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It’s been interesting for me to watch how our perspective on Christian holidays has changed through the years. As Evangelicals we have celebrated the major events of our faith on those specific days set aside for them—like Christmas or Easter. But in recent years we’ve come to see more clearly how celebrating those events as part of a season is to appreciate the holy days more deeply! At Grace, many years ago now, we began setting aside the four Sundays before Christmas (known as Advent) as a way of preparing for Christmas. And in so doing, we began to see how important it is to take the time to fully embrace Christ’s coming—not only historically, but spiritually and futuristically. And so, with Lent. We began having Ash Wednesday services with other local churches and grew to really appreciate the season of preparation for Good Friday and Resurrection Sunday. Holy Week is like that, in that it has its own season. So much happens in one week! From worshiping the coming King on Palm Sunday to worshiping the Risen King the following Sunday—but oh, what comes between the two Sundays! They are days of great upheaval!

The whole week is marked by contradictions. Jesus comes into Jerusalem on Palm Sunday as King, but he ends the week on a cross as a hated criminal. He comes in peace but the very next day he hurls tables and throws merchants from the temple. He eats the Passover meal with his disciples and hours later weeps tears of blood as he sets his face toward Calvary. He comes as One who works miracles, having just raised Lazarus from death to life. But He ends the week nailed to a cross, seemingly without the power to save His own life.

He enters Jerusalem as One who is beautiful—that is everything about him is true, without blemish or flaw. One author has said, “Beauty will save the world,” and in that he spoke of the Christian soul inhabited by Christ. Yet Scripture tells us:

"He had no beauty or majesty to attract us to him, nothing in his appearance that we should desire him. He was despised and rejected by mankind, a man of suffering, and familiar with pain. Like one from whom people hide their faces he was despised, and we held him in low esteem.” Isaiah 53:2-3

This is our Savior. He is our King. He is the Crucified One. He was punished so we could have peace. He was rejected so that we would be accepted. He became sin so that we would be free from its stain. He conquered death—so that we would spend all of eternity worshiping Him.

As we come to Good Friday, let's give Him time, let's give Him our full attention. And entering this day, acknowledge that this day is the day of our salvation. We could call this the first day of our salvation, except everything comes before this and everything follows this. It's a day like no other. Everything has led up to this moment. The Incarnation, the ministry, the commands of Jesus culminate in this one thing: He became sin, the one sinless holy man ever born, so that we might become the righteousness of God (2 Cor 5:21).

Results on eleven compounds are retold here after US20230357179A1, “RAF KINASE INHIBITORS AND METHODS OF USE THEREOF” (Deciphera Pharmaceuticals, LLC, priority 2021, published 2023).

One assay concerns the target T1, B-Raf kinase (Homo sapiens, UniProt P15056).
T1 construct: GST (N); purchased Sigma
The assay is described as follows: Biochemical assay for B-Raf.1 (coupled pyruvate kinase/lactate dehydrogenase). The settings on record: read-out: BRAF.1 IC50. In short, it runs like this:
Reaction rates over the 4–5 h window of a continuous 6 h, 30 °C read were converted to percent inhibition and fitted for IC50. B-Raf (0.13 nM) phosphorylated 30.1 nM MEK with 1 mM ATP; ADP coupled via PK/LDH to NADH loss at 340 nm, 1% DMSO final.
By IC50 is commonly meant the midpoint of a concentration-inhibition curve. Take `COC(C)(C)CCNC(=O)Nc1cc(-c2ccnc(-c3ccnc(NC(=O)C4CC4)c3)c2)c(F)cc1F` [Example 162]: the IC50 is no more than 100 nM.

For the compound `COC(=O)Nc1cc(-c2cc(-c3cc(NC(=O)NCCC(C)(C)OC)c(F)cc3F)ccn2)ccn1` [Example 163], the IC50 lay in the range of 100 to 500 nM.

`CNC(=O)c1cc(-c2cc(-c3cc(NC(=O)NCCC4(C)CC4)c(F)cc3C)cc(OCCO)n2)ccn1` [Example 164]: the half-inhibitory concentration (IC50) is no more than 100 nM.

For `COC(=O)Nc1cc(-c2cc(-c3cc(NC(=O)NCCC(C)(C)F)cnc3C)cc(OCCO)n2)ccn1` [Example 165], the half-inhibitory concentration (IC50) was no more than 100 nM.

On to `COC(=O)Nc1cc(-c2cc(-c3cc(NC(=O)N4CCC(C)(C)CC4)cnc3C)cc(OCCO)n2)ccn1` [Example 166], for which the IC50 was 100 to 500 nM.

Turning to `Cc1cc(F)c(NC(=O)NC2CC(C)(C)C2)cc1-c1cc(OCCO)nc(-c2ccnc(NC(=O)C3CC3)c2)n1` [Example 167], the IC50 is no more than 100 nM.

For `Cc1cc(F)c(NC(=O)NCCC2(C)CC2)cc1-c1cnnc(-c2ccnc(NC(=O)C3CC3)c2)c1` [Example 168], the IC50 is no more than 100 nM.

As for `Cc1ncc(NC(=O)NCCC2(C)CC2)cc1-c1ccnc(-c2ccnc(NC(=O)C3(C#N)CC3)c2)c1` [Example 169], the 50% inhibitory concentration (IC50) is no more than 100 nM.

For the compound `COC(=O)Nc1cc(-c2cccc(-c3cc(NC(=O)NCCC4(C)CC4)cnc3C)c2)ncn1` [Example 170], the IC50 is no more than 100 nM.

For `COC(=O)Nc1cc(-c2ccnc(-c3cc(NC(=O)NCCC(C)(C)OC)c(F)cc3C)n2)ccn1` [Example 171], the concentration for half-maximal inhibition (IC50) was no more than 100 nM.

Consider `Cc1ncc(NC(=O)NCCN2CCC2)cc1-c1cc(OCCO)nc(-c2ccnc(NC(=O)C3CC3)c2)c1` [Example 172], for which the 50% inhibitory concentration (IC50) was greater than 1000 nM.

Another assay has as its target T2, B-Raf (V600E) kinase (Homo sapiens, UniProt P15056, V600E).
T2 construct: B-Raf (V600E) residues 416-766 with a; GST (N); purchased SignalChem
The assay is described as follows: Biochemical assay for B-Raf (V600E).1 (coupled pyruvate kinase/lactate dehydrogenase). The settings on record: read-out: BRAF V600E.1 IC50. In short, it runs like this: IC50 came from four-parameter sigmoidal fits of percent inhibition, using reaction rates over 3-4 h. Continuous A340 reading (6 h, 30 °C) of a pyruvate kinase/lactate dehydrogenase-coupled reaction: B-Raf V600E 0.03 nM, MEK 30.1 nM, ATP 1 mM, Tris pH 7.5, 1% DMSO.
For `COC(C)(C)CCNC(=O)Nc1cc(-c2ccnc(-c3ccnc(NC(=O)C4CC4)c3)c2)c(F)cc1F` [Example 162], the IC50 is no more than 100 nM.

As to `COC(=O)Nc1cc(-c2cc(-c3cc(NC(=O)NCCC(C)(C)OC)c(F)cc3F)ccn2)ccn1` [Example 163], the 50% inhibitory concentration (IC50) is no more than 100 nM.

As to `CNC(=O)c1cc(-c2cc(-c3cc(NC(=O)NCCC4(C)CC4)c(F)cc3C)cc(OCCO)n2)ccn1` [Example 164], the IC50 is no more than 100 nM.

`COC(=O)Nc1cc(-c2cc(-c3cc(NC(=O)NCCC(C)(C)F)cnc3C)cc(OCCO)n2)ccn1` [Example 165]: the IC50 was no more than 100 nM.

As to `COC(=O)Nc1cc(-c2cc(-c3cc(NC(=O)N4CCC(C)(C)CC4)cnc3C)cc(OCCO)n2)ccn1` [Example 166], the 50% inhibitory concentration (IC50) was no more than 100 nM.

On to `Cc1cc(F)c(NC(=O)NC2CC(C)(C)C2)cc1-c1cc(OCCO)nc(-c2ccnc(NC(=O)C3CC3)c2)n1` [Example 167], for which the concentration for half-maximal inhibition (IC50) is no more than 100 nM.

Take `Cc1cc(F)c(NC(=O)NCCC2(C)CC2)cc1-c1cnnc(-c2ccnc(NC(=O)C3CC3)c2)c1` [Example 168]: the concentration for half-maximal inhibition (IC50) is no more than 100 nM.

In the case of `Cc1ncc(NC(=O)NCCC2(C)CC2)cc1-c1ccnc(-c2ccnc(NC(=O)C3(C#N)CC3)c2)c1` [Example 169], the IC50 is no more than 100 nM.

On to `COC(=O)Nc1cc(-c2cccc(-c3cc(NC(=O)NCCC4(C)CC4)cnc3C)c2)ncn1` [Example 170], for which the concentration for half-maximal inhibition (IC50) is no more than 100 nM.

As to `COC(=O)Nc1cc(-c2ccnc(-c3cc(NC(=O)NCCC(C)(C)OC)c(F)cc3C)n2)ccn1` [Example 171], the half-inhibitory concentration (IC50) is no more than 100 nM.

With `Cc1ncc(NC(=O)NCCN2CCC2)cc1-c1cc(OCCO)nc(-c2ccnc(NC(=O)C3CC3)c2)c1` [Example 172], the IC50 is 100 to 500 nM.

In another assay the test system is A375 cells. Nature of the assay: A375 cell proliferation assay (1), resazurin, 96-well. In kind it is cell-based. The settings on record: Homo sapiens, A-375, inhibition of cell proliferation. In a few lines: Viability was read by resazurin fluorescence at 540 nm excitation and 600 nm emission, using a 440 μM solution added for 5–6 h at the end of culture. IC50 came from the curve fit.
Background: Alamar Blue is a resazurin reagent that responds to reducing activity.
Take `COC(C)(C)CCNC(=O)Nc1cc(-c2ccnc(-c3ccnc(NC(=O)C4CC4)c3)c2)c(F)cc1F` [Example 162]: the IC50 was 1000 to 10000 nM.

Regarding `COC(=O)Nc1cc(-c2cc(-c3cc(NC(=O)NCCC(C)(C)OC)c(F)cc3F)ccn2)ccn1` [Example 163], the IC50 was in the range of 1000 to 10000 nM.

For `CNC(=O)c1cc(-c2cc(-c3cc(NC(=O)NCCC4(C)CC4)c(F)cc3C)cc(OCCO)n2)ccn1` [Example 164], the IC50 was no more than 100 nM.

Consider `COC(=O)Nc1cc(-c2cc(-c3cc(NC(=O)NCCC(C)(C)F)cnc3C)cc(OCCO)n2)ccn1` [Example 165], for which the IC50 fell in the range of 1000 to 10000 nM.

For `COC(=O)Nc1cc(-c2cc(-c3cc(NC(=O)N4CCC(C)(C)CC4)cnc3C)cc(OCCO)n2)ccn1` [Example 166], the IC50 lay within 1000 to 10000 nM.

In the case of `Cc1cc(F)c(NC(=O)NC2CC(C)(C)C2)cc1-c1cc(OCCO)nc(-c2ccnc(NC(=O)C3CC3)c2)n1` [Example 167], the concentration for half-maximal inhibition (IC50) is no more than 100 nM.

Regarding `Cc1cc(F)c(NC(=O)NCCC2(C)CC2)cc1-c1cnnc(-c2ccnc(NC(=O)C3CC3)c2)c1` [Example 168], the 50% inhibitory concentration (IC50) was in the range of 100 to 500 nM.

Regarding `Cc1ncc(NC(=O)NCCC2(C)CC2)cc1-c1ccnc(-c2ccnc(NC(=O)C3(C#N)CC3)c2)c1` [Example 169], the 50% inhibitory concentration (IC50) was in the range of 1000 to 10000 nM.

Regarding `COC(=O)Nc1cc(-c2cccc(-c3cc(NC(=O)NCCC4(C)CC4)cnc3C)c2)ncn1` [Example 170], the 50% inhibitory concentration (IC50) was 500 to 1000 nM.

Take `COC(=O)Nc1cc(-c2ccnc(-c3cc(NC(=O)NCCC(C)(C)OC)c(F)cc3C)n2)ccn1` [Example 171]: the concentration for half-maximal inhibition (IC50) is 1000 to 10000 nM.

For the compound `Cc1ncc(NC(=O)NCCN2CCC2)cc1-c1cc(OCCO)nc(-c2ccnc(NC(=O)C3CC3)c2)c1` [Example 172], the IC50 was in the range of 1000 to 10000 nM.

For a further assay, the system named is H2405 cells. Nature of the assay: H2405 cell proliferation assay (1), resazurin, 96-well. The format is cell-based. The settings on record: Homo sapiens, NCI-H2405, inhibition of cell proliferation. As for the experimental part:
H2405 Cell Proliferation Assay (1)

It's a day of great tension. It is both the worst day and the best day. It is a day of great sorrow and it's a day of jubilation. Can our souls hold this tension? It is a day of reckoning—and it's a day of invitation. A day of alarming darkness, oh but what a day of light. The Father turns His face from His beloved Son—and the Son turns His face to ours. It's no wonder that Jesus wept tears of blood in the garden. Can you imagine knowing that what you are about to do will remove from you the sweetest, most loving gaze of your heavenly Father?

It is a day of remembering. A day we might want to forget, because of the darkness. It is good that we remember our darkness, and our sin, not so we can feel bad about what Jesus had to do for us; but so, we can enter once again into the joy of our salvation, because even our awareness of our bondage to sin only comes to us through His grace. Today we take our place in His death (as on Sunday we will take our place in His rising! Alleluia!)

So today, let's lift our faces to the Cross:

…that there we may see God’s goodness, His wisdom, and His power. And yes, His mercy and His wrath. We see man’s sin there as well and yet his infinite value. There is our hope and our fear, our misery and our happiness. There we see Christ loving all the world, and God dying for mankind. There we see that He is the Rock of Comforts and the Fountain of Joys. His blood is a well of life that cleanses us purely and completely. He is the Lion and He is the Lamb, and that Lamb died to take away the sin of the world. (adapted from a quote by Thomas Traherne)

“It’s Friday, but Sunday’s coming!” is a quote attributed to Tony Campolo. But it came from a sermon preached by S.M. Lockridge, and his sermon is a reminder that all the darkness and grief of Good Friday gives way to Resurrection hope and Easter glory! We know that Good Friday is not good without the hope of the Resurrection, without the certainty of Easter. So even as you take part in the different parts of Holy Week, remember this: Christ has come, Christ has died, Christ is risen!

For the readings of the text for Holy Week – go to these Scriptures:

Palm Sunday – Mark 11:1-11; Luke 19:28-40; John 12:12-19

Cleansing of the temple: Matt. 21:12-16; Mark 11:15-18; Luke 19:45-46; John 2:13-37

The Passover feast: Matt. 26:17-19; Luke 22:7-13; Mark 14:12-16

Gethsemane: Matt. 26:30-46; Mark 14:26-42; Luke 22:39-46

The Crucifixion: Matt. 27:32-56; Mark 15:21-42; Luke 23:26-49; John 19:16-38

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